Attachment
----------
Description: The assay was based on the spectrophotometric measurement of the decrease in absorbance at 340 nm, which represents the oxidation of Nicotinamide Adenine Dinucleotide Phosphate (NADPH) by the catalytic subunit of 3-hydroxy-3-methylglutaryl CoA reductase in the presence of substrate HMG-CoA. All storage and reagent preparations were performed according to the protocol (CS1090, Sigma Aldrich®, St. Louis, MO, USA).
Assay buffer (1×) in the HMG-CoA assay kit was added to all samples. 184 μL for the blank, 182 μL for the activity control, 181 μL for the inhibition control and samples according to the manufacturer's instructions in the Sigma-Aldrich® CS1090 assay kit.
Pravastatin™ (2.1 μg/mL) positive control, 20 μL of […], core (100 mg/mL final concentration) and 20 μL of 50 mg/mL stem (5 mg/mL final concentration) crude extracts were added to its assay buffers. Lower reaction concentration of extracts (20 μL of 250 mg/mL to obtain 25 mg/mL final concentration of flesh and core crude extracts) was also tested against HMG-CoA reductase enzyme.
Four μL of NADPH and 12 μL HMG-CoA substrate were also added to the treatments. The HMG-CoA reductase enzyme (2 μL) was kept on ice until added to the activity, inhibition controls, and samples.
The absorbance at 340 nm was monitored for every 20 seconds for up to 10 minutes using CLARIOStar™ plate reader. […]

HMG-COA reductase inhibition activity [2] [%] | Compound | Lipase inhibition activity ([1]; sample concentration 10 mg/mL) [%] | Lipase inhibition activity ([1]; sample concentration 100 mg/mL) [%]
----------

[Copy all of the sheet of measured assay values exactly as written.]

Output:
Description: The assay was based on the spectrophotometric measurement of the decrease in absorbance at 340 nm, which represents the oxidation of Nicotinamide Adenine Dinucleotide Phosphate (NADPH) by the catalytic subunit of 3-hydroxy-3-methylglutaryl CoA reductase in the presence of substrate HMG-CoA. All storage and reagent preparations were performed according to the protocol (CS1090, Sigma Aldrich®, St. Louis, MO, USA).
Assay buffer (1×) in the HMG-CoA assay kit was added to all samples. 184 μL for the blank, 182 μL for the activity control, 181 μL for the inhibition control and samples according to the manufacturer's instructions in the Sigma-Aldrich® CS1090 assay kit.
Pravastatin™ (2.1 μg/mL) positive control, 20 μL of […], core (100 mg/mL final concentration) and 20 μL of 50 mg/mL stem (5 mg/mL final concentration) crude extracts were added to its assay buffers. Lower reaction concentration of extracts (20 μL of 250 mg/mL to obtain 25 mg/mL final concentration of flesh and core crude extracts) was also tested against HMG-CoA reductase enzyme.
Four μL of NADPH and 12 μL HMG-CoA substrate were also added to the treatments. The HMG-CoA reductase enzyme (2 μL) was kept on ice until added to the activity, inhibition controls, and samples.
The absorbance at 340 nm was monitored for every 20 seconds for up to 10 minutes using CLARIOStar™ plate reader. […]

HMG-COA reductase inhibition activity [2] [%] | Compound | Lipase inhibition activity ([1]; sample concentration 10 mg/mL) [%] | Lipase inhibition activity ([1]; sample concentration 100 mg/mL) [%]